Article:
With 81 articles, the Law on Property Auction regulates the principles, order and procedures for property auction; auctioneers and auction organizers; auction charges and fees; handling of violations, cancellation of auction results, and compensation; and state management of property auction.
The law will come into force on July 1, 2017, except Clause 4 of Article 80 which will take effect on January 1, 2017. This clause allows auction organizers to collect auction service charges under current regulations until the law becomes effective.
According to the Resolution on allocation of state budget funds in 2017, the total central budget revenue is estimated at over VND 729.7 trillion (USD 32.7 billion) while the total local budget revenue is set at VND 482.4 trillion (USD 21.6 billion).
Total budget expenditures will be over VND 902 trillion (USD 40.4 billion), of which an estimated amount of VND 254.6 trillion (USD 11.4 billion) will be allocated to local budgets.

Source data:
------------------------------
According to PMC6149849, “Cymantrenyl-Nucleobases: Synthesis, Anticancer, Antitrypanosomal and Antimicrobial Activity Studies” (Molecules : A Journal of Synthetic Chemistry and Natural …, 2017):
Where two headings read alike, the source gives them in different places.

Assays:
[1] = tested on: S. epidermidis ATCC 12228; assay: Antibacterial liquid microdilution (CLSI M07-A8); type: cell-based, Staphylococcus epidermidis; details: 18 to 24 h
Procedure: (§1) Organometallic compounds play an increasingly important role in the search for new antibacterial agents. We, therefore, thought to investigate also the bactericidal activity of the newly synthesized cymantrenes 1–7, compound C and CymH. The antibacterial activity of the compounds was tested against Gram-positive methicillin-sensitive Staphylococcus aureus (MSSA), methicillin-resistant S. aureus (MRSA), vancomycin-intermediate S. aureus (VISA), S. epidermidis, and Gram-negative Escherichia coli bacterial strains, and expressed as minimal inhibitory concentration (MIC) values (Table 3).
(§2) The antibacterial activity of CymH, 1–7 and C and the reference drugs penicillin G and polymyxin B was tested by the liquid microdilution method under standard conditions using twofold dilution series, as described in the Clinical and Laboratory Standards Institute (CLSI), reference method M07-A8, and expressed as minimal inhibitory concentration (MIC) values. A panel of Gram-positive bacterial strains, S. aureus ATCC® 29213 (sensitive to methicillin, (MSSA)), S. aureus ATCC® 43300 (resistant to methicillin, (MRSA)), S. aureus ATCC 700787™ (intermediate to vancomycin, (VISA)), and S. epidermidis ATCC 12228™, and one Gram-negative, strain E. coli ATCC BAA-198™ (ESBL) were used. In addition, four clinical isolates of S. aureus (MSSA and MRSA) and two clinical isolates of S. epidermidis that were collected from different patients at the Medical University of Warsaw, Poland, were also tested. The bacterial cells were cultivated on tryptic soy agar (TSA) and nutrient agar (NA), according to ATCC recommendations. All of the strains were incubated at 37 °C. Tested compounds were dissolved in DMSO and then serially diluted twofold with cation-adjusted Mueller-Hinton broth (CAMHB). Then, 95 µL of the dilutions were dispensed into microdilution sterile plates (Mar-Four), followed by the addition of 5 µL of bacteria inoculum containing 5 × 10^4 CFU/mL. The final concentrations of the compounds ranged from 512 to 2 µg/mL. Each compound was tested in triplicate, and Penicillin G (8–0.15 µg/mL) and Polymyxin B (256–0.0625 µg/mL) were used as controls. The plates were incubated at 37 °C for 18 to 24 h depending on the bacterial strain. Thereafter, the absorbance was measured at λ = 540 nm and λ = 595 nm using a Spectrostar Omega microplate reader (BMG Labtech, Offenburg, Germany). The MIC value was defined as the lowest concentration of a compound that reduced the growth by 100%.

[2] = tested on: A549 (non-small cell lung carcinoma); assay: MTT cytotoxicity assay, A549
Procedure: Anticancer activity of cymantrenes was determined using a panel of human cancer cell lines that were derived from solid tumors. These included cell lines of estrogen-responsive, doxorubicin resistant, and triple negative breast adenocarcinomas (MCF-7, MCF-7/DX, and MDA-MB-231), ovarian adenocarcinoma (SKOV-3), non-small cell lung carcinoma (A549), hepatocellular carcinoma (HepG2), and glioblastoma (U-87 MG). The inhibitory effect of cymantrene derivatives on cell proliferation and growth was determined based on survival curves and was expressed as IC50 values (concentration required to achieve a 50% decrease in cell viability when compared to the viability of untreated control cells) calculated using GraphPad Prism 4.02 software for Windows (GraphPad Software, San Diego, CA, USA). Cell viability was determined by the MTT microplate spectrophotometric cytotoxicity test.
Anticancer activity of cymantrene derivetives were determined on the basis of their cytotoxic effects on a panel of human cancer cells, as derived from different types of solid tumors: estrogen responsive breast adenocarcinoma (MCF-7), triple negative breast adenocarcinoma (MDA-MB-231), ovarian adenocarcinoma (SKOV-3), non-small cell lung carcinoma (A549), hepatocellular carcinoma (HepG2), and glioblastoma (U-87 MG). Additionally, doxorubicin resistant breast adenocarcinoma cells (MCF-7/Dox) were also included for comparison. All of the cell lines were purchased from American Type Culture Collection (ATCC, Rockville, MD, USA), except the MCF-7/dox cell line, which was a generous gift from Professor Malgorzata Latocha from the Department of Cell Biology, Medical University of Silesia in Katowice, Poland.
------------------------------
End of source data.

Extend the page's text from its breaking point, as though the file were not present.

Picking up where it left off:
The NA asked the Government to assign the budget collection and spending tasks to each ministry, sector and locality in line with the Law on the State Budget and the resolution.
The Government must guide ministries, sectors and localities to distribute development investment capital with priority given to major national programs and projects, and official development assistance and public-private partnership projects.
The NA Standing Committee, the NA’s Finance-Budget Committee and the NA’s Ethnic Council are responsible for supervising the allocation of state budget funds for ministries, sectors and local People’s Committees and People’s Councils.
Legislators also approved the Resolution on the five-year financial plan, targeting the total state budget revenue for 2016-20 at about VND 6.86 quadrillion (USD 308.7 billion), representing a 1.65 fold increase against the 2011-15 period, with domestic revenue expected to account for 84-85 percent of the total state budget collection.
Accumulated state budget expenditures in the coming five years are set at more than VND 8.02 quadrillion (USD 361 billion), of which development expenditures make up 25-26 percent and regular expenditures, below 64 percent.